Parenting a teenager is often an overwhelming experience. But along with some of the toughest challenges in your life, the teenage years can also help you and your child bond forever if you handle them right.
Teenagers crave independence, but they don’t have the emotional maturity to handle everything that comes their way. They may sulk, argue, lie, and rebel. It’s important to understand that this is normal teenage behavior.
Disciplining a defiant teenager requires a strong, smart strategy. Firm but not harsh, and consistent but not ruthless. It’s a difficult balance to strike. Here are 7 tips for tired, frustrated parents in handling a defiant teenager.
7 tips for disciplining your defiant teenager
1. Educate yourself first
Read up on what your teenager is going through at their age. Understanding why your teen is acting the way they are can help you anticipate what’s ahead and get a hold of how to deal with those situations before they get out of control. Make a list of potential problems and how you can address them.
2. Set clear rules
Preteens and teens see how their parents respond when they break the rules, and they will test those limits. It’s imperative that you establish clear rules and make it clear what the consequences are if those rules are broken.
For example, your teen should know that if they go out with their friends before completing their homework, the punishment is that they won’t be allowed to go out the next weekend. To remind your teen, you can make a list of all the rules that your teen is expected to follow and stick that list on the fridge or in their room.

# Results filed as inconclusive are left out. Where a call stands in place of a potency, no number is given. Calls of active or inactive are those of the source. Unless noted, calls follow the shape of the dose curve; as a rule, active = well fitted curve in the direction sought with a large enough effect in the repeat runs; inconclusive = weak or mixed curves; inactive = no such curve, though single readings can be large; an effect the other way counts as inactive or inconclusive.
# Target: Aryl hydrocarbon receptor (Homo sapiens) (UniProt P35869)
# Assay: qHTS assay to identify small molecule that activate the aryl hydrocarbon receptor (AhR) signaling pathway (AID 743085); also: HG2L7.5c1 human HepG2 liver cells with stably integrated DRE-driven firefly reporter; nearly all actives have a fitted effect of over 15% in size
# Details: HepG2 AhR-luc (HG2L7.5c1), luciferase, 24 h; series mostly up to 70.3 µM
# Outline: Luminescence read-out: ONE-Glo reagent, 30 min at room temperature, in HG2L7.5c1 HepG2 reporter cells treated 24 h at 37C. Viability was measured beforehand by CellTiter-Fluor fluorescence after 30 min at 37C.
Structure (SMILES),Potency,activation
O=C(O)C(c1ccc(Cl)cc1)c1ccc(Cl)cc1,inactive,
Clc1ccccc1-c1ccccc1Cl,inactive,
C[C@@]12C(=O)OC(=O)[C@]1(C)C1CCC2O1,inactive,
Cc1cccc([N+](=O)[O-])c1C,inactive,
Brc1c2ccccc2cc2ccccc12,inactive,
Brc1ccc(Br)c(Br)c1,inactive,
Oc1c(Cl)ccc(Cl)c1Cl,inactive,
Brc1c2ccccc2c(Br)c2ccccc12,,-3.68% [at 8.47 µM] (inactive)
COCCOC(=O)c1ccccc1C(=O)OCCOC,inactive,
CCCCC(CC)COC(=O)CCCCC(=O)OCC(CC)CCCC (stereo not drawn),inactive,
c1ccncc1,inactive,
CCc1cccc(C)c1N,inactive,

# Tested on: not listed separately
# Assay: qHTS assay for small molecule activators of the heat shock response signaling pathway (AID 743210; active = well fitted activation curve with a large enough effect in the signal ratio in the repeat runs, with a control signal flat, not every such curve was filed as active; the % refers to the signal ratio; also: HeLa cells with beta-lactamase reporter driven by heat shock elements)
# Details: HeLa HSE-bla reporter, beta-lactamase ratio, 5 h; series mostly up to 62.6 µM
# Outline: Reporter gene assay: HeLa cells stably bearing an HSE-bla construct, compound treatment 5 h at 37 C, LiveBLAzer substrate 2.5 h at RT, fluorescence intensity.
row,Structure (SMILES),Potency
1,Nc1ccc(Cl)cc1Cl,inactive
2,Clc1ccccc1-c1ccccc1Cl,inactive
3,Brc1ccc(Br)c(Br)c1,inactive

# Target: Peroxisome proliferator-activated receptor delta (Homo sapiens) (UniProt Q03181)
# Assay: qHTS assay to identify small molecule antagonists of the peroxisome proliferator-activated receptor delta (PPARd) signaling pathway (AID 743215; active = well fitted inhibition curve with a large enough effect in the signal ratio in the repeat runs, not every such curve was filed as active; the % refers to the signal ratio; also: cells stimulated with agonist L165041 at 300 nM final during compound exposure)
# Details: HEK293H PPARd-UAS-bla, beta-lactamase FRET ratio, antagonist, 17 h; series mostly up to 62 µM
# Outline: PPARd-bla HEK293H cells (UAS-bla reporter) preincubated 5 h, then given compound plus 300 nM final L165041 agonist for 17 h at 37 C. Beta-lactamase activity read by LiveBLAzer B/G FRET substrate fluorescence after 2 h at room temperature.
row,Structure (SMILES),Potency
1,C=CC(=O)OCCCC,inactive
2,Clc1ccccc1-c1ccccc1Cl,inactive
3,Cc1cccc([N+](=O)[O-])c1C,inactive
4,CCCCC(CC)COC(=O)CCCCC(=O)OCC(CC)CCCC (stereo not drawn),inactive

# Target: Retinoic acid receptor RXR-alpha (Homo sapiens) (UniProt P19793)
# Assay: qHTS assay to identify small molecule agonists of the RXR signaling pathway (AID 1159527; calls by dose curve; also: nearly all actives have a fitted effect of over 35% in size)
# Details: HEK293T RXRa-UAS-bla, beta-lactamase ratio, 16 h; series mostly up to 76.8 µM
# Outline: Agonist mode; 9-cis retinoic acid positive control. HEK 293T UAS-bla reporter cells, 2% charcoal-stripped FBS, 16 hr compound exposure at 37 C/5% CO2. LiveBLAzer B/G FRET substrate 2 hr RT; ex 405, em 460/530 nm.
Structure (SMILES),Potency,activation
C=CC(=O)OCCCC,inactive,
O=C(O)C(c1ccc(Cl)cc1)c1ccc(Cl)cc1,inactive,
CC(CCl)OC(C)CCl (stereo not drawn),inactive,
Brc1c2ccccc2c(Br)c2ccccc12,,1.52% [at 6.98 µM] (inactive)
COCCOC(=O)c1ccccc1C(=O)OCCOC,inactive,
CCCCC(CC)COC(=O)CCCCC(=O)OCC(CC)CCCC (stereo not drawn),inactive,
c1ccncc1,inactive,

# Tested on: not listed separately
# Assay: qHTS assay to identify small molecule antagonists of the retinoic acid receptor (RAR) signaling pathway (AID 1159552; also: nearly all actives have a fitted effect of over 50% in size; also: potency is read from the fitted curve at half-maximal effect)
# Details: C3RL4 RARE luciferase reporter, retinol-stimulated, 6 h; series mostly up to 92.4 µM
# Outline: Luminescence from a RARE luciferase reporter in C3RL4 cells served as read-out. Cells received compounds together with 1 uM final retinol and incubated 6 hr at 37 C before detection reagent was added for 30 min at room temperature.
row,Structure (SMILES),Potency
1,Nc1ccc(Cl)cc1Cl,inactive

3. Stay firm and consistent
Teens are masters of manipulation. If you are inconsistent in how you enforce rules or consequences, they will store that information away and take advantage of that weakness in your parenting strategy.
When your teen breaks a rule, be firm and consistent in how you punish them. Balance this with being kind, fair, and explain to them why you are doing this. When they do stick to the rules, surprise them with a thoughtful reward.
4. Pick your battles wisely
While consistency is key, it’s important not to be overly strict or harsh. Minor infractions that can be overlooked aren’t worth fighting over, and may make your teen feel smothered and even more rebellious. Put more weight on behavior that is serious or dangerous, such as smoking and drug abuse.
5. Help them make good decisions
For teenagers, becoming more independent is something they crave. Give them the space to make their own decisions, but provide guidance by helping them understand the consequences of bad decisions.
Of course, your teen is bound to make mistakes. But make sure they know they can talk to you about mistakes and not hide anything from you. Assure them that you will always be there for them and love them no matter what happens.
6. Set a good example
If you want your child to develop traits and make decisions that will help them be successful in life, you need to model those behaviors for them. “Do as I say, not as I do” is not an effective parenting strategy. Your child is more likely to mimic what you do as opposed to listening to what you say, so make sure your own actions are in line with how you want your child to act.
7. Get to know your teen
Getting to know what your kid is up to is one of the best ways to know how to prevent them going down the wrong path. But this doesn’t mean spying on them. It means encouraging open communication and taking a genuine interest in your teen’s hobbies, friends, and interests.
Keep a lookout for behavioral changes that could point to something troubling happening in your teen’s life, whether it’s bullying, friend troubles, or something else. If your teen is struggling with their mental health, you can seek professional help before the problem worsens.
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Kids Health. A Parent's Guide to Surviving the Teen Years. https://kidshealth.org/en/parents/adolescence.html